Unless something changes, sports radio talk show host Tony Paige will retire this week after 16 years of broadcasting late nights on WFAN, 66 on the AM dial, 101.9 FM.
It’s his decision. “I’m not being forced out, forced to retire. It’s my call. I just want to do some other things,” said Paige who celebrated his 66th birthday yesterday, Wednesday, Sept. 11.
Since Paige announced his retirement the first week of June, callers to his program have prefaced their comments with tributes to Paige’s character and his ability as an on air communicator, of not just sports, but of humanity and of common sense.
“I’m gonna miss you. Just being able to listen to you, your calming voice, your knowledge of sports all these years. It’s been wonderful.” The caller then began complaining about the Mets.
Paige answers calls from the New York tri-state area and from across the country. A caller from Maryland and one from Michigan got through back-to-back on Wednesday morning. The Michigan caller, a woman, also explained how she transitioned there from Long Island, and how she was able to continue tuning in to Paige and the station.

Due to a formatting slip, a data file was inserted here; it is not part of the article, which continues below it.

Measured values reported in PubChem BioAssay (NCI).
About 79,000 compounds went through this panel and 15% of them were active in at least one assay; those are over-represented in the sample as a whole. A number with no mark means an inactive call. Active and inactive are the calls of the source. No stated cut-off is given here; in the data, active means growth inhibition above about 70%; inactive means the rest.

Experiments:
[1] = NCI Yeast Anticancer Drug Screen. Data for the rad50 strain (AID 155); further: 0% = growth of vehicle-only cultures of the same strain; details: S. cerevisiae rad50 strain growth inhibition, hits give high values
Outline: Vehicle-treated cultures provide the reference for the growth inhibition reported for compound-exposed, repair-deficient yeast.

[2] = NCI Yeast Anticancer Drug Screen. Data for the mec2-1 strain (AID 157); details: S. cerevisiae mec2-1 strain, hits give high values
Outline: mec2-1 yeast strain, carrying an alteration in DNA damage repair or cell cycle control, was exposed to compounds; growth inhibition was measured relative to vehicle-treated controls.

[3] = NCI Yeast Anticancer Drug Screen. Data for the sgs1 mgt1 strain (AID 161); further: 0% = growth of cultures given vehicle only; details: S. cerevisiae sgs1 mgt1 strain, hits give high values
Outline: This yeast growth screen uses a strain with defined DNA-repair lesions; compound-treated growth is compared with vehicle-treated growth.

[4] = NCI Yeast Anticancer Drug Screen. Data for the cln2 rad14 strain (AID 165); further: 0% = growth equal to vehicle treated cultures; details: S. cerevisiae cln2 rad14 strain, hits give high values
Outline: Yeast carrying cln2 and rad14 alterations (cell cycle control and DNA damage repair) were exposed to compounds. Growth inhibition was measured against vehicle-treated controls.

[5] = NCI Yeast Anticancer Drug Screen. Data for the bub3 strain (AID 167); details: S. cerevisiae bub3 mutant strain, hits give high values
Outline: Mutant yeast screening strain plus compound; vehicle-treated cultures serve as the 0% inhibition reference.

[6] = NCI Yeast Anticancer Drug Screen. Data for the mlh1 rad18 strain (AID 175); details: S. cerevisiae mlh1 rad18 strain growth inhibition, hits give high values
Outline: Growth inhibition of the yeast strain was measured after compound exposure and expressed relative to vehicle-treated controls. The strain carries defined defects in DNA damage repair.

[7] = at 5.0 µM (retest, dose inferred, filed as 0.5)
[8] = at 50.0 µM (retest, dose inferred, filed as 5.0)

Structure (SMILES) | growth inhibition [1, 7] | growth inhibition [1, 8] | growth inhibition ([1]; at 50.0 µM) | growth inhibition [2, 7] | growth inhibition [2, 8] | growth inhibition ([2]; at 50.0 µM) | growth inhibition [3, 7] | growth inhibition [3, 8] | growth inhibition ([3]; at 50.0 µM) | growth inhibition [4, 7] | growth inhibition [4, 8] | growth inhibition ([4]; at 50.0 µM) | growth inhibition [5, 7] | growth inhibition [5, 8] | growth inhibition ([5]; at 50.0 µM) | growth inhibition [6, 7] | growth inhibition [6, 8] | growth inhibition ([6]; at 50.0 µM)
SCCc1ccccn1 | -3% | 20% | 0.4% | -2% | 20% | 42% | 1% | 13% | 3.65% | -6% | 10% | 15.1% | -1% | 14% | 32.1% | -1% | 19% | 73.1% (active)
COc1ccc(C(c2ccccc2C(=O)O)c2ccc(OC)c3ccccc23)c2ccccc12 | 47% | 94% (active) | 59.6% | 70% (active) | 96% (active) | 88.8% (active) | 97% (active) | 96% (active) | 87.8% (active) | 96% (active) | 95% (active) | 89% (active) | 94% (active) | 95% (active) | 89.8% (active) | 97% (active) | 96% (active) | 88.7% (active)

He even has regular callers like CJ from Mount Holly who calls multiple times during the week and seems to have watched every football game that’s been televised.
“There are even listeners that call who don’t come on the air,” noted Paige. “They’ll call, talk to the producer or call screener and correct something that I said, then just hang up.”
While istening to Paige talk about sports, you get a sense of civility and selflessness. There’s no loud, over the top, look at me, unnecessary obnoxiousness. Even if he’s the smartest guy in the room, and some of the things that some callers say makes that apparent, it’s uncharacteristic of Paige to offend a caller, make them uncomfortable.
“Hey Tony, it’s been an honor and a pleasure,” said another caller. “There’s been a few talk show host that I’ve had the pleasure to talk to, and you’re one.”
Paige has never had a problem staying up all night, though he has found himself yawning a few times while listening to a few of the calls.
He doesn’t have a social life. He likes to travel with his wife Teri during their vacation time. Working the late nights doesn’t interfere with their life. “She understands.” They find time to go out, have dinner, listen to some jazz, but Paige looks forward to one thing after his last shift on Saturday morning. He plans to take a nap in the afternoon.